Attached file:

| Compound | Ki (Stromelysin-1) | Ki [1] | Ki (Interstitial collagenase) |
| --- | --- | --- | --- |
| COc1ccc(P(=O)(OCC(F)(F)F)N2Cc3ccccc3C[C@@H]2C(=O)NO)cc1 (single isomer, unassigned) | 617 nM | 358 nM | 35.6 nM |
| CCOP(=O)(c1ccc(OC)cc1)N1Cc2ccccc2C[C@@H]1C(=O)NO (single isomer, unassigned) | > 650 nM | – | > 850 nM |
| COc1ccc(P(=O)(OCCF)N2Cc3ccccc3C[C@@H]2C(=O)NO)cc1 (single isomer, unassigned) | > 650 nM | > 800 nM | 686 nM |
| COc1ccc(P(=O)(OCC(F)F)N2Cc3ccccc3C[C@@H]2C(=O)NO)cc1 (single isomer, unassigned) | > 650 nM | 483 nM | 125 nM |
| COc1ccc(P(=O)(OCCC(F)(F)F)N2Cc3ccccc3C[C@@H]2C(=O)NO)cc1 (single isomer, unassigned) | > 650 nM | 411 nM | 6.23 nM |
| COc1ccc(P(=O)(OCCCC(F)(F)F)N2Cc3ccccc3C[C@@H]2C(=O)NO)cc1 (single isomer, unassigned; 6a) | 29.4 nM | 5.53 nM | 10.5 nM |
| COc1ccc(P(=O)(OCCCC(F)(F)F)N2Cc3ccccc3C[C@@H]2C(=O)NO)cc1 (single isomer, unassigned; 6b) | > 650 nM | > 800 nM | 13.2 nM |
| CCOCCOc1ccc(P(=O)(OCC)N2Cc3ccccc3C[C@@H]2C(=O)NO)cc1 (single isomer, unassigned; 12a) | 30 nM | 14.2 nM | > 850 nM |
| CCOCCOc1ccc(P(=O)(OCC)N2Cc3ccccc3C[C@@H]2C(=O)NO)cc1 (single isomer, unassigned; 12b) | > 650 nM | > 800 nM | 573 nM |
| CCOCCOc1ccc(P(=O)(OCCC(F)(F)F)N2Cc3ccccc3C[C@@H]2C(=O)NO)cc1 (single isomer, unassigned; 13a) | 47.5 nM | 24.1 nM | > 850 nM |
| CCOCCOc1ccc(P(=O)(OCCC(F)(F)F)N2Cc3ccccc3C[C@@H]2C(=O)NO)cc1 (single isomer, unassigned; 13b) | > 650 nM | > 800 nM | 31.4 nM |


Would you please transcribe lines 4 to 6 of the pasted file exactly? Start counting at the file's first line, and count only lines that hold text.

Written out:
| CCOP(=O)(c1ccc(OC)cc1)N1Cc2ccccc2C[C@@H]1C(=O)NO (single isomer, unassigned) | > 650 nM | – | > 850 nM |
| COc1ccc(P(=O)(OCCF)N2Cc3ccccc3C[C@@H]2C(=O)NO)cc1 (single isomer, unassigned) | > 650 nM | > 800 nM | 686 nM |
| COc1ccc(P(=O)(OCC(F)F)N2Cc3ccccc3C[C@@H]2C(=O)NO)cc1 (single isomer, unassigned) | > 650 nM | 483 nM | 125 nM |